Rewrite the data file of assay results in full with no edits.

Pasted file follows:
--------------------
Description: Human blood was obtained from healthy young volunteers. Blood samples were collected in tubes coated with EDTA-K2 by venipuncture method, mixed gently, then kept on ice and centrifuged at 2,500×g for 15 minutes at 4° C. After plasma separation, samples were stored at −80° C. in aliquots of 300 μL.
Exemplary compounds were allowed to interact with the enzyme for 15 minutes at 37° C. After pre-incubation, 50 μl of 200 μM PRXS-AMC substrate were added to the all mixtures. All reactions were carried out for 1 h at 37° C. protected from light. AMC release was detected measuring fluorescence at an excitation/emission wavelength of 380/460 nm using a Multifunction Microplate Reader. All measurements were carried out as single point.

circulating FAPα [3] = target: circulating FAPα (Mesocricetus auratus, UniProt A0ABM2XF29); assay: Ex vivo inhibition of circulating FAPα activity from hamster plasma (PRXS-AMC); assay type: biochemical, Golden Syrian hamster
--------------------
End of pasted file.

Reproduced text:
Description: Human blood was obtained from healthy young volunteers. Blood samples were collected in tubes coated with EDTA-K2 by venipuncture method, mixed gently, then kept on ice and centrifuged at 2,500×g for 15 minutes at 4° C. After plasma separation, samples were stored at −80° C. in aliquots of 300 μL.
Exemplary compounds were allowed to interact with the enzyme for 15 minutes at 37° C. After pre-incubation, 50 μl of 200 μM PRXS-AMC substrate were added to the all mixtures. All reactions were carried out for 1 h at 37° C. protected from light. AMC release was detected measuring fluorescence at an excitation/emission wavelength of 380/460 nm using a Multifunction Microplate Reader. All measurements were carried out as single point.

circulating FAPα [3] = target: circulating FAPα (Mesocricetus auratus, UniProt A0ABM2XF29); assay: Ex vivo inhibition of circulating FAPα activity from hamster plasma (PRXS-AMC); assay type: biochemical, Golden Syrian hamster